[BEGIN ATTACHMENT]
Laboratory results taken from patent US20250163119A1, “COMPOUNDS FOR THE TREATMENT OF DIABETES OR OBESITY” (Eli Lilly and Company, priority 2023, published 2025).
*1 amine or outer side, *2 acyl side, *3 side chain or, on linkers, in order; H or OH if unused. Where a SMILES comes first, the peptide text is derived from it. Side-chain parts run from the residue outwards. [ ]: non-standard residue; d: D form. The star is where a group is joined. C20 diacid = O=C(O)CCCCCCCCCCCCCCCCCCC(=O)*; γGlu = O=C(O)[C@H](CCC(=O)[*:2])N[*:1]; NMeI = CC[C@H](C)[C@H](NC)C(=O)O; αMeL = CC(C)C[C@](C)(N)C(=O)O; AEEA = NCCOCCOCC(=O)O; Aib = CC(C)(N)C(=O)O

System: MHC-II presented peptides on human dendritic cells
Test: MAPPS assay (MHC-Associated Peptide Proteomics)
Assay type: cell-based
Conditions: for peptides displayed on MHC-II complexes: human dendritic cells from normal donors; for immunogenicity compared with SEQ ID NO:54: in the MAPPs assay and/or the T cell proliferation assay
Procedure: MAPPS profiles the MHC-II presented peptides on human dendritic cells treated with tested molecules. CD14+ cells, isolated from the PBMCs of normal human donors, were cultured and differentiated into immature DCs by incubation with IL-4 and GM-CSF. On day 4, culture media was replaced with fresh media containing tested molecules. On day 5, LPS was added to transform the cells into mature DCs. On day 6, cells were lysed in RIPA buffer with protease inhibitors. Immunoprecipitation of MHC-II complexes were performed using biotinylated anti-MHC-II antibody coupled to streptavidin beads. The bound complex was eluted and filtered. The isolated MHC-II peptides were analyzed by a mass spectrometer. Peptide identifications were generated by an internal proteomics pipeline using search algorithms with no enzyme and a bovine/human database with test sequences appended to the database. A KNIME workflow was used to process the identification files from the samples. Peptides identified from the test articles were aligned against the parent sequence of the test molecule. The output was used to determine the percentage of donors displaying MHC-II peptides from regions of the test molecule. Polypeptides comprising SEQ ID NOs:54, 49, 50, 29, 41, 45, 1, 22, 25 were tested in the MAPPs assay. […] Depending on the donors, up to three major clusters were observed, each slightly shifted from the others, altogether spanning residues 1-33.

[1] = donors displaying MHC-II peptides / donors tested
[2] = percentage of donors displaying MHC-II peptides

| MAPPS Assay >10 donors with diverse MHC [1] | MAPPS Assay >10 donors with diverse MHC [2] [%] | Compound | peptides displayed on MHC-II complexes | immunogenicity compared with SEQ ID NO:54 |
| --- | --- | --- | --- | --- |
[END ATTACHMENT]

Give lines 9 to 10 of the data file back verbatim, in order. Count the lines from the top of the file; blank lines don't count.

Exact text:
[2] = percentage of donors displaying MHC-II peptides

| MAPPS Assay >10 donors with diverse MHC [1] | MAPPS Assay >10 donors with diverse MHC [2] [%] | Compound | peptides displayed on MHC-II complexes | immunogenicity compared with SEQ ID NO:54 |